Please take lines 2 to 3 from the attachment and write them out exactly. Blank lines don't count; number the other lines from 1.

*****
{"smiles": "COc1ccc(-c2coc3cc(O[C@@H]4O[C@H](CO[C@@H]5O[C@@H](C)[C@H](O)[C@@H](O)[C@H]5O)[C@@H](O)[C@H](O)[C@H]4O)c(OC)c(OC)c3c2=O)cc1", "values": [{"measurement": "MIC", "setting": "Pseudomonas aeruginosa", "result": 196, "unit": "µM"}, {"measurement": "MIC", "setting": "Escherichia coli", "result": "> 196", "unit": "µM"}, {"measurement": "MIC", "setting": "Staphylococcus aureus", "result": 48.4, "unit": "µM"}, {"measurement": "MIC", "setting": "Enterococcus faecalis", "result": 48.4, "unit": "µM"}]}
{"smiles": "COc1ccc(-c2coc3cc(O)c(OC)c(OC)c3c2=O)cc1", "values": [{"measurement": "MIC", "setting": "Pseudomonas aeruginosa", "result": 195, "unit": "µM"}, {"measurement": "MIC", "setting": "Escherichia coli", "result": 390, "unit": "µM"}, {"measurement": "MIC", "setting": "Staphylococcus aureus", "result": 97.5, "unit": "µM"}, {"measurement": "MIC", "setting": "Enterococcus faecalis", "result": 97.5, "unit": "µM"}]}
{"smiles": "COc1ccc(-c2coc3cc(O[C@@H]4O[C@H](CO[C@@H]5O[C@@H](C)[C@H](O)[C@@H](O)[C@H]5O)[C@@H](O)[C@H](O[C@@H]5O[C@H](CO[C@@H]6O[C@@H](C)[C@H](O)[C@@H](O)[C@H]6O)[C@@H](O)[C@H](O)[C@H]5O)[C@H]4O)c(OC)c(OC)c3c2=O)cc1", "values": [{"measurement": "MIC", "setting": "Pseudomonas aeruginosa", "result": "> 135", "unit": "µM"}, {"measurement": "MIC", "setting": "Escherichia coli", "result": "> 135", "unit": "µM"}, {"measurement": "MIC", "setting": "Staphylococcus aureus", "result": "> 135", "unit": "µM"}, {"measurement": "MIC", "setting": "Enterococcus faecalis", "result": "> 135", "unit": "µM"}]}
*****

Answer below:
{"smiles": "COc1ccc(-c2coc3cc(O)c(OC)c(OC)c3c2=O)cc1", "values": [{"measurement": "MIC", "setting": "Pseudomonas aeruginosa", "result": 195, "unit": "µM"}, {"measurement": "MIC", "setting": "Escherichia coli", "result": 390, "unit": "µM"}, {"measurement": "MIC", "setting": "Staphylococcus aureus", "result": 97.5, "unit": "µM"}, {"measurement": "MIC", "setting": "Enterococcus faecalis", "result": 97.5, "unit": "µM"}]}
{"smiles": "COc1ccc(-c2coc3cc(O[C@@H]4O[C@H](CO[C@@H]5O[C@@H](C)[C@H](O)[C@@H](O)[C@H]5O)[C@@H](O)[C@H](O[C@@H]5O[C@H](CO[C@@H]6O[C@@H](C)[C@H](O)[C@@H](O)[C@H]6O)[C@@H](O)[C@H](O)[C@H]5O)[C@H]4O)c(OC)c(OC)c3c2=O)cc1", "values": [{"measurement": "MIC", "setting": "Pseudomonas aeruginosa", "result": "> 135", "unit": "µM"}, {"measurement": "MIC", "setting": "Escherichia coli", "result": "> 135", "unit": "µM"}, {"measurement": "MIC", "setting": "Staphylococcus aureus", "result": "> 135", "unit": "µM"}, {"measurement": "MIC", "setting": "Enterococcus faecalis", "result": "> 135", "unit": "µM"}]}